Can stateside Puerto Ricans keep their U.S. citizenship if Puerto Rico were to become independent? Perhaps, but maybe not. Regardless, Supreme Court precedent won’t help protect Puerto Rico-born US residents. The case of Rabang v. Boyd makes this clear.
Henry Ragonton Rabang was born in the Philippines in 1910, when the Philippines was a territory of the United States. He was a U.S. national by birth and came to the U.S. in 1930. He was admitted as a permanent resident due to his U.S. national status. In 1951, Robing was convicted of a narcotics crime. Under the law, “any alien” convicted of a crime of this type could be deported. Rabang was sentenced to deportation.
Rabang argued that he could not be considered an “alien” since he entered the country as a U.S. national. He urged that “his status as a national, acquired at birth … bears such close relationship to the constitutionally secured birthright of citizenship acquired by the American-born” that he should remain a U.S. national, keeping his special privileges to stay in the U.S. as a permanent resident.
The Supreme Court disagreed. The Court instead recognized that when the Philippines transitioned to independence in 1947, Rabang’s relationship with the United States changed, noting explicitly that when “Congress granted full and complete independence to the Islands” the U.S. “necessarily severed the obligation of permanent allegiance owed by Filipinos who were nationals of the United States.”
The Court further explained that “[a]nything less than the severance of the ties for all Filipinos, regardless of residence” whether in or outside of the United States “would not have fulfilled our longstanding national policy to grant independence to the Philippine people.”
In a nutshell, the Court decided that Rabang, as a Philippines-born U.S. resident, was an “alien.” The independence of the Philippines ended Rabang’s status as a U.S. national, his status at the time of his birth in the then-U.S. territory of the Philippines.
In doing so, the Court considered the “constitutionally secured birthright of citizenship acquired by the American-born” to be in a class by itself. Rabang was deported.
The decision was written by Justice William J. Brennan, who is known as a champion for liberal causes.
An unusual case?
Deportation following a crime may seem like a special case. Rabang was not deported after the Philippines became independent, and might never have had his status questioned if he had not been arrested. However, this is not the only example of the loss of status among people born in the Philippines.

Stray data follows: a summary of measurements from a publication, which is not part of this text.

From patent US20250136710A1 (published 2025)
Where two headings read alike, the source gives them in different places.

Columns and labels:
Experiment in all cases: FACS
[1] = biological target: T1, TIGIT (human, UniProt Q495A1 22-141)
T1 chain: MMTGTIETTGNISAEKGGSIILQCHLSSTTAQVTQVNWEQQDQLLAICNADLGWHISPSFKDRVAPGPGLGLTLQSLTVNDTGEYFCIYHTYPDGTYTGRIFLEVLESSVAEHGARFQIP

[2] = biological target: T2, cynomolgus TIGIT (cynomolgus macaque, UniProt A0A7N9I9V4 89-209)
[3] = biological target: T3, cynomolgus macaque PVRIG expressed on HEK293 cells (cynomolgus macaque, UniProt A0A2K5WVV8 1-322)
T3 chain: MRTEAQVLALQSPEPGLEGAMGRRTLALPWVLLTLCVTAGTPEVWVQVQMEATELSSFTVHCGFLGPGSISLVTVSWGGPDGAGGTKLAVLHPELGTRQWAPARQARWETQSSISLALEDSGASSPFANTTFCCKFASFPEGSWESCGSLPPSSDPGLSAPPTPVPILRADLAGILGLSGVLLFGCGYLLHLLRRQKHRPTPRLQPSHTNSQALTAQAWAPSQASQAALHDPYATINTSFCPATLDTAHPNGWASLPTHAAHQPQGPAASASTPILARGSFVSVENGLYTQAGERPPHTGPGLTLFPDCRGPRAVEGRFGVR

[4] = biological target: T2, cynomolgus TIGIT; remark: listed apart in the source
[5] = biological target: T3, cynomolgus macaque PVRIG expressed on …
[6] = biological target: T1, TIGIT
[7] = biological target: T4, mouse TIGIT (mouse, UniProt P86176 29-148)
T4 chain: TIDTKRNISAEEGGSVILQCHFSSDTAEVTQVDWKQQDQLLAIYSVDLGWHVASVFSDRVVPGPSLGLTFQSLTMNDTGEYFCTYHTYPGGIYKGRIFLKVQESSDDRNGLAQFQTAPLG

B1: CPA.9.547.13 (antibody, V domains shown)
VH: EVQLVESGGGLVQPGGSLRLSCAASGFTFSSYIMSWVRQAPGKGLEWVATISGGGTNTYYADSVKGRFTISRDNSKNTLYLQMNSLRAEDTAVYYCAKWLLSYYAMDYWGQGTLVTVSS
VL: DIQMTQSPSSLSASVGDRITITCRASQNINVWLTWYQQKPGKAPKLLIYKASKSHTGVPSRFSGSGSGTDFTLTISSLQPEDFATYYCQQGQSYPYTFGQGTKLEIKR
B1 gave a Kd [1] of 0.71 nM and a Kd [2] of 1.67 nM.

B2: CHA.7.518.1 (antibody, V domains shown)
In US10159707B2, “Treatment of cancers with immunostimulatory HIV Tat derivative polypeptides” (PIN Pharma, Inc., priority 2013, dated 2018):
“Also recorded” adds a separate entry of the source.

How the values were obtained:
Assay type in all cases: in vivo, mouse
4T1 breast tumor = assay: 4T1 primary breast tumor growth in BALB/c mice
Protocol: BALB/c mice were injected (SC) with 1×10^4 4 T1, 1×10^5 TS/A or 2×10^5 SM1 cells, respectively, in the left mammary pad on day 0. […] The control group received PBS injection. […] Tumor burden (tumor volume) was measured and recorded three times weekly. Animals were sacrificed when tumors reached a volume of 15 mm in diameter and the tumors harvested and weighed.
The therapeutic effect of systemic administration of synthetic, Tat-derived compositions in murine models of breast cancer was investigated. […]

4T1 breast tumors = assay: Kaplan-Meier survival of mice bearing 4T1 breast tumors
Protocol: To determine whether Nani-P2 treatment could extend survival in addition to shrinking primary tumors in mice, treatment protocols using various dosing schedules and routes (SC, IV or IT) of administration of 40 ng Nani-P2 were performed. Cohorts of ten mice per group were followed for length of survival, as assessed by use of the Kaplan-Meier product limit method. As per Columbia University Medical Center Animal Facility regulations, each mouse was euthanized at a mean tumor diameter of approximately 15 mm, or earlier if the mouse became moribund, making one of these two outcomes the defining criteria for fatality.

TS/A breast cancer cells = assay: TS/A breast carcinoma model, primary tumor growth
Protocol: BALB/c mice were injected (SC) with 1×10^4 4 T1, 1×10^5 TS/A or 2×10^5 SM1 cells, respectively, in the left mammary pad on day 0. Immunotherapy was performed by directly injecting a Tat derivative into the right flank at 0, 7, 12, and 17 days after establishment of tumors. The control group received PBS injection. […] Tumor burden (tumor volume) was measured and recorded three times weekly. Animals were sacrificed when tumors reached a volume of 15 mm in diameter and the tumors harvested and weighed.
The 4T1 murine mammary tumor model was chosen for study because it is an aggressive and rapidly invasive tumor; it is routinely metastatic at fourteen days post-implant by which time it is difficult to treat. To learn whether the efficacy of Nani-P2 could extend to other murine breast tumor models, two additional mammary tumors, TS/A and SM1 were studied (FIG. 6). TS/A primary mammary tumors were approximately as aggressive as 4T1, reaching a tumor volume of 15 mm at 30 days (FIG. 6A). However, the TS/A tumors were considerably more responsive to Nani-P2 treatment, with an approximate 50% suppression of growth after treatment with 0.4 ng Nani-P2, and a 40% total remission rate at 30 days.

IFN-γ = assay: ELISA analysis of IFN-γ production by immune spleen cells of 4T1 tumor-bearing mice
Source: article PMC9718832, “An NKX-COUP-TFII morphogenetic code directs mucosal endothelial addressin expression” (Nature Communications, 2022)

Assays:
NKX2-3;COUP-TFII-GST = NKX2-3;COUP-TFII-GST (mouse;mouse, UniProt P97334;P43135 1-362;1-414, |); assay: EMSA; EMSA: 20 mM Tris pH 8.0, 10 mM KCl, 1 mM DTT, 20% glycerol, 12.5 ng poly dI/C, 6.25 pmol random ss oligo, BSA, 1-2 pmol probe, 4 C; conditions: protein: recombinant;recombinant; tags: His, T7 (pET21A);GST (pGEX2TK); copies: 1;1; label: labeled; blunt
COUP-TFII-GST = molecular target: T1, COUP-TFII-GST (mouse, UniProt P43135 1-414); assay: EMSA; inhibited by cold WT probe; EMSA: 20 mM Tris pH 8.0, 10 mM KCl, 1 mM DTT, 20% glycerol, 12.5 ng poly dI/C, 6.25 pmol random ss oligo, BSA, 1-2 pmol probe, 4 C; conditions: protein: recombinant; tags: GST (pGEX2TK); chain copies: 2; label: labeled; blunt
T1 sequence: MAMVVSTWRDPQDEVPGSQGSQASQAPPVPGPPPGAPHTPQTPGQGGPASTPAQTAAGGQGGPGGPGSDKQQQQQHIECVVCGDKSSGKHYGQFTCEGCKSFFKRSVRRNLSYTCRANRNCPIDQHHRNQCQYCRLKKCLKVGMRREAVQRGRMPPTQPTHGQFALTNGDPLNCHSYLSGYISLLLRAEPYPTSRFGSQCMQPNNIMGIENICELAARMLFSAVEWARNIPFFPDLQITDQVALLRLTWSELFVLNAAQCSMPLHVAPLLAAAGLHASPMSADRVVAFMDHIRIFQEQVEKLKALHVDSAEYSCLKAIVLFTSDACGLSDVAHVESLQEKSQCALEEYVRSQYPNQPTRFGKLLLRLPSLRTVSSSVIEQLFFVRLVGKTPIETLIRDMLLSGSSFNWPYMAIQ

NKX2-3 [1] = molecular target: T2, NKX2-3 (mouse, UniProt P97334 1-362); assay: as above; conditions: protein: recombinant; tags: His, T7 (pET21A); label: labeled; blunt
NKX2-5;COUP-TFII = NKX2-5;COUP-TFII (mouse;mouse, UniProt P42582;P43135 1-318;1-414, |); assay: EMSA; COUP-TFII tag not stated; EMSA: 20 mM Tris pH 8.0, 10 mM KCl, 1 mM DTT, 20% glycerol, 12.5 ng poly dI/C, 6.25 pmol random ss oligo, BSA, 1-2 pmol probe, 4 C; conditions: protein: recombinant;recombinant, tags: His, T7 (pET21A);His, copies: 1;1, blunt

People from the Philippines had served valiantly in the U.S. military during World War II, and many had not expected to lose their favored status with the United States after they became an independent nation. Yet the U.S. had already set a quota of just 50 immigrants per year from the Philippines. This was part of the Tydings-McDuffie Act of 1934 which provided for independence. Only 50 people from the Philippines, including those who had been U.S. nationals at birth, were allowed to come to live in the United States after independence.
“For the purposes of the Immigration Act of 1917,” says the Act, ”and all other laws of the United States relating to the immigration, exclusion, or expulsion of aliens, citizens of the Philippine Islands who are not citizens of the United States shall be considered as if they were aliens.”
In 1946, President Harry Truman doubled the number to 100.
The right to retain U.S. citizenship under independence often hinges on the idea that Congress can’t revoke U.S. citizenship, even for people born in Puerto Rico, whose U.S. citizenship is granted in a 1917 law but not protected explicitly in the U.S. Constitution.
President Coolidge had warned the Philippines that they were mistaken if they thought that the United States would maintain the former relationship “through sympathy” after independence. The history of the Philippines may be a useful tool in making predictions about the likely behavior of the federal government should Puerto Rico become independent.